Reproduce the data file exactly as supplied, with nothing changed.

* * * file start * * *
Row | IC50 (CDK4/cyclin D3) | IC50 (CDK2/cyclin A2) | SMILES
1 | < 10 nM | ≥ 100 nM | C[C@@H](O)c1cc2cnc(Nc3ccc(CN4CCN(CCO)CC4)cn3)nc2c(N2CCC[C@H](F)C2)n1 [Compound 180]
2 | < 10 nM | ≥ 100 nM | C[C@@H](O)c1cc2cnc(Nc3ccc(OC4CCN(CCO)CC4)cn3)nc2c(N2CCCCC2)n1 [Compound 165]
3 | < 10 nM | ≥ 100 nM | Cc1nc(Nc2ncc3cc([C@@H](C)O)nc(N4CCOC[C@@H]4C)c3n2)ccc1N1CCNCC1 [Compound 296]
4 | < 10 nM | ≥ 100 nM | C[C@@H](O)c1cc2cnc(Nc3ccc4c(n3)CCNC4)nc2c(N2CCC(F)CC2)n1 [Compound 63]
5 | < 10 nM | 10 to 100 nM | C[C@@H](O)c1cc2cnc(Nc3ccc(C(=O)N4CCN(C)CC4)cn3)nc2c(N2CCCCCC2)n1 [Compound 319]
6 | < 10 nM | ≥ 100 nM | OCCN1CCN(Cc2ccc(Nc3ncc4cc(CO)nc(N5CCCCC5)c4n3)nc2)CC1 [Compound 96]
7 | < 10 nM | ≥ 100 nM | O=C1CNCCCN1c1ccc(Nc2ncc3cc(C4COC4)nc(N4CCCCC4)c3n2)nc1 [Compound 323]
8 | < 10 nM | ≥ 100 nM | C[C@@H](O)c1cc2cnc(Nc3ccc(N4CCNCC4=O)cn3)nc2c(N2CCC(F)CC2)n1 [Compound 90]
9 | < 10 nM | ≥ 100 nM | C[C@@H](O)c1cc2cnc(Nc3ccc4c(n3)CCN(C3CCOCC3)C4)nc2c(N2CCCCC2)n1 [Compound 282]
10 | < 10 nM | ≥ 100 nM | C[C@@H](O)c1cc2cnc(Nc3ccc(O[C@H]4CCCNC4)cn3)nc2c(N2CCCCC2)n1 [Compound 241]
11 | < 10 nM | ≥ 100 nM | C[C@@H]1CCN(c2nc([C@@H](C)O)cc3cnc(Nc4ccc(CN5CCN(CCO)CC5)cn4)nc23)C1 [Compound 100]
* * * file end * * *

Row | IC50 (CDK4/cyclin D3) | IC50 (CDK2/cyclin A2) | SMILES
1 | < 10 nM | ≥ 100 nM | C[C@@H](O)c1cc2cnc(Nc3ccc(CN4CCN(CCO)CC4)cn3)nc2c(N2CCC[C@H](F)C2)n1 [Compound 180]
2 | < 10 nM | ≥ 100 nM | C[C@@H](O)c1cc2cnc(Nc3ccc(OC4CCN(CCO)CC4)cn3)nc2c(N2CCCCC2)n1 [Compound 165]
3 | < 10 nM | ≥ 100 nM | Cc1nc(Nc2ncc3cc([C@@H](C)O)nc(N4CCOC[C@@H]4C)c3n2)ccc1N1CCNCC1 [Compound 296]
4 | < 10 nM | ≥ 100 nM | C[C@@H](O)c1cc2cnc(Nc3ccc4c(n3)CCNC4)nc2c(N2CCC(F)CC2)n1 [Compound 63]
5 | < 10 nM | 10 to 100 nM | C[C@@H](O)c1cc2cnc(Nc3ccc(C(=O)N4CCN(C)CC4)cn3)nc2c(N2CCCCCC2)n1 [Compound 319]
6 | < 10 nM | ≥ 100 nM | OCCN1CCN(Cc2ccc(Nc3ncc4cc(CO)nc(N5CCCCC5)c4n3)nc2)CC1 [Compound 96]
7 | < 10 nM | ≥ 100 nM | O=C1CNCCCN1c1ccc(Nc2ncc3cc(C4COC4)nc(N4CCCCC4)c3n2)nc1 [Compound 323]
8 | < 10 nM | ≥ 100 nM | C[C@@H](O)c1cc2cnc(Nc3ccc(N4CCNCC4=O)cn3)nc2c(N2CCC(F)CC2)n1 [Compound 90]
9 | < 10 nM | ≥ 100 nM | C[C@@H](O)c1cc2cnc(Nc3ccc4c(n3)CCN(C3CCOCC3)C4)nc2c(N2CCCCC2)n1 [Compound 282]
10 | < 10 nM | ≥ 100 nM | C[C@@H](O)c1cc2cnc(Nc3ccc(O[C@H]4CCCNC4)cn3)nc2c(N2CCCCC2)n1 [Compound 241]
11 | < 10 nM | ≥ 100 nM | C[C@@H]1CCN(c2nc([C@@H](C)O)cc3cnc(Nc4ccc(CN5CCN(CCO)CC5)cn4)nc23)C1 [Compound 100]